Saturday, October 10, 2009

Skull drawing and process

I went for a walk in a snowstorm the other day, and drunk a bunch of beer that night. The combination weakened me and now I'm pretty sick.
Since I'm just up to easy stuff today, I sketched the head for my undead dragon out...

Concept art with markers
Chartpak cool grey markers #1-5, warm grey #1
Pad of marker paper, pad of manilla paper
2-3 black ink pens of various thickness
detail brush and bottle of Daler Rowney FW Acrylic Artists Ink: white
Col-Erase Light blue Prismacolor pencil
Kneaded eraser

I use either white marker paper (prevents bleed-through) or plain yellow colored manilla paper. The marker paper is cleaner and more precise, but the manilla gives you a nice mid-tone start.

Using the white marker paper, start your drawing with blue pencil; I use Col-Erase Light blue from Prismacolor. This soft, light pencil allows you to erase easily and draw loosely without getting messy or overly dark. You may not really know what you are drawing as you begin, since you are experimenting with new shapes and letting the form evolve. Being loose and making many changes is easier with the blue pencil and your design never feels overworked because it remains light and malleable. Think of drawing the underneath structural forms before you add details and costuming. “draw through” and construct the forms so that everything is solid and the 3-d construction is understood.

Using the manilla paper, I draw directly and immediately with a warm grey#1 marker, which is basically the same yellow as the paper, only darker. This marker will optically “fade away” and you won’t notice this part of the drawing after darker, cooler tones are established, and since the color is similar to the paper.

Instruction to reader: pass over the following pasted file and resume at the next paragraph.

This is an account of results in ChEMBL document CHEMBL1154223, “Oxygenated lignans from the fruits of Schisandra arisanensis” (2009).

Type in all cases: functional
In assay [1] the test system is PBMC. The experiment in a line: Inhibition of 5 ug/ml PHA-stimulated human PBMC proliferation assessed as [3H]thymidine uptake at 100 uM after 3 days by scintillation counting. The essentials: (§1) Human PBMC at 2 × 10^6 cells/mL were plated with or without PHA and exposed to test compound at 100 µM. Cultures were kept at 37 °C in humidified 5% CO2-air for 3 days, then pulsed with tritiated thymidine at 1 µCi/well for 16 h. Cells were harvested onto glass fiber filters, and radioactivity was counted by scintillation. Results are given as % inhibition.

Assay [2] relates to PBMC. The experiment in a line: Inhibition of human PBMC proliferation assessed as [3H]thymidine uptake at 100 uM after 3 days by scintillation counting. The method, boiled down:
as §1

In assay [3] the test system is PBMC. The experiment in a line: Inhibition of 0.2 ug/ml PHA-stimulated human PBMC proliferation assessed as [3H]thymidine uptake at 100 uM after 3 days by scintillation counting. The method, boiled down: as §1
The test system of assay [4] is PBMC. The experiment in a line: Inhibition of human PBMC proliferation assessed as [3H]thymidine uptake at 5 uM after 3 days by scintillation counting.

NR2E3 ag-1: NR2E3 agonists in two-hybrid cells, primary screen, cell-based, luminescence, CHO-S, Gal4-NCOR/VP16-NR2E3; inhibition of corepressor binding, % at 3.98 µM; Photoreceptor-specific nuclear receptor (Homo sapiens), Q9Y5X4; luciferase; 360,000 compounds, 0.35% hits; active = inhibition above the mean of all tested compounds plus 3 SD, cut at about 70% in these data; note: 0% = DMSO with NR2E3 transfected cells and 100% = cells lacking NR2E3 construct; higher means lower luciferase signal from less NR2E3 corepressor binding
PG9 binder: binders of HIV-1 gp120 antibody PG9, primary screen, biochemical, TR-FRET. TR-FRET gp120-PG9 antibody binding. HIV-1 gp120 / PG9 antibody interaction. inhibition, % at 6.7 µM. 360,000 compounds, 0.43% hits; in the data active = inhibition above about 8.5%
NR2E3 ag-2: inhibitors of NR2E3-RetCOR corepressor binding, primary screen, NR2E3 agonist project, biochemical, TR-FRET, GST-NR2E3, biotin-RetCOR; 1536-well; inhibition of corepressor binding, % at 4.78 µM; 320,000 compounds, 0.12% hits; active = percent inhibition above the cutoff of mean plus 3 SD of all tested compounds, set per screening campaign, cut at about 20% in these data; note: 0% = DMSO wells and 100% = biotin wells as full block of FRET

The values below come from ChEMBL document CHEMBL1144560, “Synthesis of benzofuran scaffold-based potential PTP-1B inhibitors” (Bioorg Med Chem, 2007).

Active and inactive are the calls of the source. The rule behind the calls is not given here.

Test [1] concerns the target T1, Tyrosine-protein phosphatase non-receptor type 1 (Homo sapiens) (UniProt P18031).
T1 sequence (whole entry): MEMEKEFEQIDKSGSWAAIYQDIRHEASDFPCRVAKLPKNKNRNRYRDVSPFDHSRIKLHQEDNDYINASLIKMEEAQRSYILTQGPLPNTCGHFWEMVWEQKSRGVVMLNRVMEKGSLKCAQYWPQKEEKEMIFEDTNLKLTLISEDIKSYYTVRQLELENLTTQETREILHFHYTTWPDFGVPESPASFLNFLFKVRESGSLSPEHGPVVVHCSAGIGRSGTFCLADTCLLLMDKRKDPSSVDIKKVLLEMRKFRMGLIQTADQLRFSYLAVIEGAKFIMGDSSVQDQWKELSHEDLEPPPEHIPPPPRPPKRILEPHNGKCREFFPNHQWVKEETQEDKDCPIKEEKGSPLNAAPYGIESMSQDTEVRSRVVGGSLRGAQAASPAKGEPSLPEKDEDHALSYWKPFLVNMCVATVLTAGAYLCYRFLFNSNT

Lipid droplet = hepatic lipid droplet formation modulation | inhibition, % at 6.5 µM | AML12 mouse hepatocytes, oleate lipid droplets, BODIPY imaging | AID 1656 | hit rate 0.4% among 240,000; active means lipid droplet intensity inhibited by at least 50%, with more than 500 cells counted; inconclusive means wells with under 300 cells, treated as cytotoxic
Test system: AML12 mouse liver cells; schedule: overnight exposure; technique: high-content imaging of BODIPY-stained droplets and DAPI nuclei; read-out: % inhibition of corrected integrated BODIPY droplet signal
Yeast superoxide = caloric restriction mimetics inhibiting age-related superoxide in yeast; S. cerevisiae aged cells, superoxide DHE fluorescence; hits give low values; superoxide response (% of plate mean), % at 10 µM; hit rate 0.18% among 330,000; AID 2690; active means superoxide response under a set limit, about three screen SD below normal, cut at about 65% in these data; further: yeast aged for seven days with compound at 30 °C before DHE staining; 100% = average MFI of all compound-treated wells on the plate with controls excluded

The blue pencil and warm #1 marker beginnings achieve the same goal: of a forgiving starting point that never gets messy and is unnoticeable in the end, allowing you to both think and draw from the ground up.

After establishing your drawing with one of the methods above, use the #4 cool grey marker and flatly block in the “shadow shape” and cast shadows. After this step, the drawing should look quite graphic and full of light and contrast.

Using a thin black pen, re-draw the concept and add line details. Using a thicker one, establish the very dark black areas, undersides and heavier line weights. Concentrate on cleaning up the design and enhance the lines using a line weight which indicates the light direction. (thin lines on top, thicker underneath, thin in the distance, thicker coming forward, etc…)

Next, use the #2 or #3, or better yet a maker that is drying out and fades with the stroke to round the forms in the light areas, thus adding the mid tones that gradate from the dark to light side of a form.

Lastly, add any final highlights or make corrections with the white paint and brush. Avoid putting white into the flat shadow areas if possible, and use the paint sparingly for crisp details.


Calydon said...

thanks for the tutorial - have you ever considered doing a live demo?

mike said...

I suppose, but I'd probably be too slow, and it would be boring! Maybe when I get time in the future I could video tape things and speed them up or something.

Anonymous said...

Just found your blog. Really nice work and I like the way you describe your work process.